Growing sub sandwich chain to open first Milwaukee shop

Last updated on May 13th, 2019 at 02:22 pm

Milwaukee will soon be invaded by Erbert & Gerbert. E&G Franchise Systems, Inc., Eau Claire, which has 18 Erbert & Gerbert’s sub sandwich shops throughout Wisconsin, will open its first downtown Milwaukee restaurant in October.
The sub shop will be located at 612 N. Water St. and will be operated by franchisee Angie Storm.
The downtown location is only the beginning for the company’s entry into the Milwaukee-area market, E&G spokeswoman Michelle Ranum said.
"We are actively seeking franchisees and locations," Ranum said. "We’d love to put a bunch of them in Milwaukee. We’re really excited to reach Milwaukee."
The Erbert & Gerbert’s brand is becoming one of the Upper Midwest’s fastest-growing restaurant chains, and E&G expects annual revenues to climb to $9 million this year, Ranum said.
The company’s Wisconsin locations include Eau Claire, Appleton, DePere, Green Bay, LaCrosse, Menomonie, Oshkosh and Stevens Point. The shops have also opened in Minnesota and North Dakota.
In addition to its first Milwaukee site, E&G has franchises planning to open in Wausau and Superior, as well as another shop in the Fox Valley and Mankato, Ranum said.
The Erbert & Gerbert’s concept was founded by Kevin and Beth Schippers in Eau Claire in 1987. They based the name on a series of childhood fictional stories told to them by Kevin’s father, David Schippers. The stories featured two boys, Erbert and Gerbert Herbert, according to the company’s literature.
The Schippers opened their first restaurant in Eau Claire in 1988, and soon began expanding throughout the region.
The Erbert & Gerbert’s menu features sandwiches with unique names, such as "The Boney Billy," "The Jacob Bluefinger" and "The Girf."
The chain has become quite popular among college students in the markets it serves, Ranum said. And that was Storm’s introduction. Storm became a fan of the Erbert & Gerbert’s chain while she was a college student in LaCrosse. She has never owned a franchise before.
"It’s exciting and slightly nerve racking. I wanted to go into business for myself, and that started the process," Storm said. "The company itself is just a great company to work for. They’re family-oriented."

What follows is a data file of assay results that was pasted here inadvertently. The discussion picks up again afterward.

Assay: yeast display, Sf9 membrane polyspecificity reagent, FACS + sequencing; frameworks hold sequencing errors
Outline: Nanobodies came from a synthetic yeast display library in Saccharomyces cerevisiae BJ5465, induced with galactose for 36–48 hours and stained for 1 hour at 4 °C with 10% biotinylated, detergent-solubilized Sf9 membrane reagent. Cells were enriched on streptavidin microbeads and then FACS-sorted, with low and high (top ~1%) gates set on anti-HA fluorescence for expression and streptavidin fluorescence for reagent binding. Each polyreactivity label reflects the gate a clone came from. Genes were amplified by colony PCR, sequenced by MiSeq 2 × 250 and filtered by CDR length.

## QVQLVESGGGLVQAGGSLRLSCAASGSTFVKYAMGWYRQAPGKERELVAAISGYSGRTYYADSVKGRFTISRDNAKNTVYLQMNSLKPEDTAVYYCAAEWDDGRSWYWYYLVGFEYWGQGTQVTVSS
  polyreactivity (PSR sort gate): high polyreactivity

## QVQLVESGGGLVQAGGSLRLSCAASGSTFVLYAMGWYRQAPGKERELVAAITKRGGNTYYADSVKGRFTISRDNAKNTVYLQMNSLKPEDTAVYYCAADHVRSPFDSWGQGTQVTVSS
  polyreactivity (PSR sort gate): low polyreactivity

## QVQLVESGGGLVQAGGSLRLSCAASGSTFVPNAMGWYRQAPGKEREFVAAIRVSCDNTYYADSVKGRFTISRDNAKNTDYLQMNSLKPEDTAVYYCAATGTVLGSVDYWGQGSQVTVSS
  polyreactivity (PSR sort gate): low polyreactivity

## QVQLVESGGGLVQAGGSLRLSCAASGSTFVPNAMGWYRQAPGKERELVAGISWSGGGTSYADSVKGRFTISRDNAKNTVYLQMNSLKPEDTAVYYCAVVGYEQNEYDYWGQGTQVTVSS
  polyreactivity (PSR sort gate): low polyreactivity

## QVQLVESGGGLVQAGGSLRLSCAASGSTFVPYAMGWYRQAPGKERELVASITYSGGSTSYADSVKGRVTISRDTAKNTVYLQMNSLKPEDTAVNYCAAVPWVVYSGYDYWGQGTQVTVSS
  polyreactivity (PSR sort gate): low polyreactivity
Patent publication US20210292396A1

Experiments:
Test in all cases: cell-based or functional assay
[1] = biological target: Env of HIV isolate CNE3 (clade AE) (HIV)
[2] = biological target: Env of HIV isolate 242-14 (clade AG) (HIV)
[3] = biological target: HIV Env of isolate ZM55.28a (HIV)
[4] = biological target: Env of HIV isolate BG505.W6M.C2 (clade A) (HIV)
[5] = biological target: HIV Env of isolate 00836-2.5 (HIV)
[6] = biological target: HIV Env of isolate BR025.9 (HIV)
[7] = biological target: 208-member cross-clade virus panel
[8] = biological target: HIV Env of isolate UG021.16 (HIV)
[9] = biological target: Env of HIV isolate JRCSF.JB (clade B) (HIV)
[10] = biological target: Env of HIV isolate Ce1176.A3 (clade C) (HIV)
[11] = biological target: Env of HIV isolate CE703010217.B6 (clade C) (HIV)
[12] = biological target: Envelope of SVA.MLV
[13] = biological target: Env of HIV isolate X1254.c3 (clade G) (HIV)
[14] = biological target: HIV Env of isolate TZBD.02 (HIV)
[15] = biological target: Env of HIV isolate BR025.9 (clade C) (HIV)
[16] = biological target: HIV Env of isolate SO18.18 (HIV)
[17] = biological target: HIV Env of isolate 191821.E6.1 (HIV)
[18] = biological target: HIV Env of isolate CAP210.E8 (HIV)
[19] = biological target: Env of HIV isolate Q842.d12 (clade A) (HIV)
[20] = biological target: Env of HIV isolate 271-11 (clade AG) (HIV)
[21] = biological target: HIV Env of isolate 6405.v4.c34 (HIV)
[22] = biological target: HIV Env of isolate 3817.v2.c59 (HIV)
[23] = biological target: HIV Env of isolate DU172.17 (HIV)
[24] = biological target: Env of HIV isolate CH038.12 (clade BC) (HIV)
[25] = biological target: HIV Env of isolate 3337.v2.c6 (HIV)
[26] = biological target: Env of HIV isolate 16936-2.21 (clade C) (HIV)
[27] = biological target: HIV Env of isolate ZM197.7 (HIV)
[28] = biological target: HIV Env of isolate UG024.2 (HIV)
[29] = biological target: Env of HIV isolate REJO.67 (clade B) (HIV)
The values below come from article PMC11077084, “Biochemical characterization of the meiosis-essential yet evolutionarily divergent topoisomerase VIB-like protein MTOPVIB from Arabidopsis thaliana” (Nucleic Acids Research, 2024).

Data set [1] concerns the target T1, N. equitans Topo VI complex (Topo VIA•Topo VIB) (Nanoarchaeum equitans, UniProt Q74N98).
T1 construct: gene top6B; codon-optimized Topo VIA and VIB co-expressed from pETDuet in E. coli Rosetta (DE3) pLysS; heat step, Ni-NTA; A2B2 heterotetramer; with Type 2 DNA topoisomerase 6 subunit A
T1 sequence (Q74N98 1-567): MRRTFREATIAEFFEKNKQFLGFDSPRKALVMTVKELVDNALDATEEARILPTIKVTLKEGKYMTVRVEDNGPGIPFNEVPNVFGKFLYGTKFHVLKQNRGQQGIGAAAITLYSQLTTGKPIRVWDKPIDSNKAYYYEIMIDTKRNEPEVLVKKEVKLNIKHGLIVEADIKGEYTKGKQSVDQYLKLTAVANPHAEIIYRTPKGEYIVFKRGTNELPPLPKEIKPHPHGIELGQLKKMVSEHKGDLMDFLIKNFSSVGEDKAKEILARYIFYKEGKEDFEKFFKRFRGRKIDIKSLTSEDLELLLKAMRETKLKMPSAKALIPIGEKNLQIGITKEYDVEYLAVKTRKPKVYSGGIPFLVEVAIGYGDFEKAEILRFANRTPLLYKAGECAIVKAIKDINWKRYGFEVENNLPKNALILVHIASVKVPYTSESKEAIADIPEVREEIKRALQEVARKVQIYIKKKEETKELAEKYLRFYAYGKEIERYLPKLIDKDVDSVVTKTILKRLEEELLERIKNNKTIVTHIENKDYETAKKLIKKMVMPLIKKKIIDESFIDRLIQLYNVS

Milwaukee, of course, has no shortage of sub shops. Cousins Subs, operated by Menomonee Falls-based Cousins Submarines, and Subway Subs, operated by Doctor’s Associates, Inc. (DAI), of Milford, Conn., continue to jockey for the lion’s share of the market here, along with several smaller shops and the growing Quizno’s chain.
Erbert & Gerbert’s tries to distinguish its stores by featuring "extra-fresh" bread, by delivering its subs and by staying open "until after bar time" in each market it serves, Ranum said. "Our bread is considered ‘day-old’ after five hours," Ranum said.
Storm paid $25,000 for the Erbert & Gerbert’s franchise, Ranum said.
Storm will lease the 2,000-square-foot downtown site, which formerly was the home of a Subway shop, from Toon City II, LLC, a subsidiary of Burke Properties, said Ryan Mallery, a Burke development associate. That downtown Subway shop earlier this year moved up the block to 720 N. Water St.

5&10 Tap sold
Meanwhile, an historic downtown tavern will get new life under the ownership of a Cedarburg-based firm, according to Jim Benz, a commercial real estate broker with Ogden & Co. The tavern, the 5&10 Tap, has been acquired by Wave Development for $320,000, Benz said. The 3,196-square-foot building and the land have an assessed value of $227,100, according to city records.
Wave Development is operated by Lance A. Lichter, of Cedarburg.
The tavern, built in 1880, has a long history of serving the downtown market and the industry once prevalent near its 1850 N. Water St. address, including the tanneries that are now all shuttered. Lichter plans to renovate the facility and reopen it, taking advantage of the residential revitalization in the area.
Benz said that development made the tavern a hot property. "We had more action on that listing than any other we’ve ever had at Ogden," he said. "Interest came all the way from Chicago; we were showing it three to four times per day."

Aug. 16. 2002 Small Business Times, Milwaukee

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